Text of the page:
Speakers were Namgyal Dolkar and Tenzing Phuntsok Doring, members of the Tibetan Parliament-in-Exile, and Penny Allman Payne and Stephen Bates, members of the Australian Greens.

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Dharamshala — “ The colonisation of Tibet is not history, it is happening right now; we are going through it now and we are hoping that the international community who loves freedom and human rights, will take a look at us and support us to challenge the dictatorial regime,” said Namgyal Dolkar, the Tibetan MP, while speaking on the topic of “Truth beyond propaganda and speak up for Tibet”.

The Tibet Festival Forum, presented by Brisbane Powerhouse in collaboration with Tenzin Choegyal and Perfect Potion, was held from 1 to 15 April 2022. As part of this virtual event, the Tibet Festival Forum organised a talk on "Truth Beyond Propaganda and Speaking for Tibet" on April 14, 2022.

The keynote speakers were Lhagyari Namgyal Dolkar and Tenzing Phuntsok Doring, members of the Tibetan Parliament-in-Exile, and Penny Allman Payne and Stephen Bates, members of the Australian Greens. The forum, which focused on the following themes, how can Australia better support the plight of Tibet?, what should the Australian government do to oppose the Chinese government's oppression of the Tibetan people?, was moderated by Councillor Jonathan Sri of Brisbane City Council. The event, which was attended by people from all walks of life around the world, served as a reminder of the Chinese government's human rights abuses against Tibetans.

The session started by acknowledging the aboriginals in Australia by the Australian members. At the event, Namgyal Dolkar said, “As an elected member of Tibetan people-in-exile and as an activist, this is something that I have been trying to speak about, to let the people know about the authoritarian regime (CCP), the Tibetan people is living under. China’s authoritarian government under Xi Jinping systematically represses fundamental rights and has become so much more intolerant of any sectors of the Tibetan society and individuals who they find threatening to their authority.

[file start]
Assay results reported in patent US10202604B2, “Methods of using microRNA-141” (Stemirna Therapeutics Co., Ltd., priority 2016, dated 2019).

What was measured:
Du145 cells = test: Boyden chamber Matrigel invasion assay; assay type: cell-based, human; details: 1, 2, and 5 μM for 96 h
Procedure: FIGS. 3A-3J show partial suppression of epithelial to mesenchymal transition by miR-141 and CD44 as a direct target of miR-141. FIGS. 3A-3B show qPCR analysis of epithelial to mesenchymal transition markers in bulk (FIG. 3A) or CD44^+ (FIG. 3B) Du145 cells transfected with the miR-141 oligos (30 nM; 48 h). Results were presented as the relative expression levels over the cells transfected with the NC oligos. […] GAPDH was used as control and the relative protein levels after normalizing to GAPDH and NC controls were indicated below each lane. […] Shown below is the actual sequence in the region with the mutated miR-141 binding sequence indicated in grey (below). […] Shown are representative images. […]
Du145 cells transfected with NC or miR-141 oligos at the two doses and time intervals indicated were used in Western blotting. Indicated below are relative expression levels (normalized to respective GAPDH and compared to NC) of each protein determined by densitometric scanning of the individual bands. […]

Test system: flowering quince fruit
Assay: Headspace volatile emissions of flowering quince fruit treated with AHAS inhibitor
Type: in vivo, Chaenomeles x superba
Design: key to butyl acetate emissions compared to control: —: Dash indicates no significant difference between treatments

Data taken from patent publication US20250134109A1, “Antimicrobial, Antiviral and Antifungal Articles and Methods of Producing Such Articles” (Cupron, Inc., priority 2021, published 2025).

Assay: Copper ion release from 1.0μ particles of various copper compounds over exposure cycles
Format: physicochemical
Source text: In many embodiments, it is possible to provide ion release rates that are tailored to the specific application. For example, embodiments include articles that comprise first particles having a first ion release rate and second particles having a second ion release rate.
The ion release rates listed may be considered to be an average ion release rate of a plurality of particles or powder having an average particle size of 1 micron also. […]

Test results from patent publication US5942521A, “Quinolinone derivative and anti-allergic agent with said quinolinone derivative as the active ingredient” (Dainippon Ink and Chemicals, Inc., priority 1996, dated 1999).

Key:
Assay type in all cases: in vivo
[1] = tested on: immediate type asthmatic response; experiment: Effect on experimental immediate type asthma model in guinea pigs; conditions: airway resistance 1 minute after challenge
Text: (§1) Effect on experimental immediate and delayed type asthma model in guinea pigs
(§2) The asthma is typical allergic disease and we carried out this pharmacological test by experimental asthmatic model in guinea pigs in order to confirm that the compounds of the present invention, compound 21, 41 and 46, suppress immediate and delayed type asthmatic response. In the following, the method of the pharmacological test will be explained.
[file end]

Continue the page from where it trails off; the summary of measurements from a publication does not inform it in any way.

She added, “Thus, Tibetans literally pay a very heavy price with their lives for peacefully expressing their views. Any expression of Tibetan identity is labelled as "reactionary" or "splittist" and "criminal activity" and is therefore considered a threat to national security. During the peaceful protests for Tibet, we heard a continuous call for Tibetan freedom, the return of His Holiness the Dalai Lama, Tibet belongs to the Tibetans, freedom of religion. But despite the growing and intensified training, Tibetans inside Tibet are continuing to take bold steps in national identity and defending our basic human rights.” She cited the peaceful protesting methods like writing poems or practicing their religious beliefs as examples.

The host then asked what the effects of the Tibetan flag being displayed in Tibet were in terms of the government's reaction. Namgyal replied, "Imprisonment and torture". She then explained that this was the common fate of any Tibetan who dared to speak out against the Chinese regime. She explained that the differential treatment extended not only to Tibetans who spoke out (or self-immolated) but also to their families, who were deprived of all the benefits the Chinese government would otherwise have given them.

Sri also asked what kind of political structure the Tibetans are adopting, Namgyal was very clear on his position: "The Tibetan government in exile - we are asking for genuine autonomy within the Chinese constitution, but we have to recognise that there are huge populations of Tibetans who are also asking for independence for Tibet. If you look at the people who have self-immolated, setting fire to their lives, they were demanding a free Tibet." She added that it was important to take all these voices into consideration.

In an attempt by the Australian community to better understand the self-immolation protests, Namgyal was asked about the history and motivations of self-immolation. She replied: 'Self-immolation is the greatest sacrifice of one's life for one's nation and people. Just a week ago, on March 27, 2022, we received confirmed reports that an 81-year-old Tibetan man, Taphun, set himself on fire to protest against the Chinese regime. Since 2009, there are 157 confirmed cases of Tibetans who have set themselves on fire, including 131 men and 26 women. Of these 157 people, 137 are under 30 years old."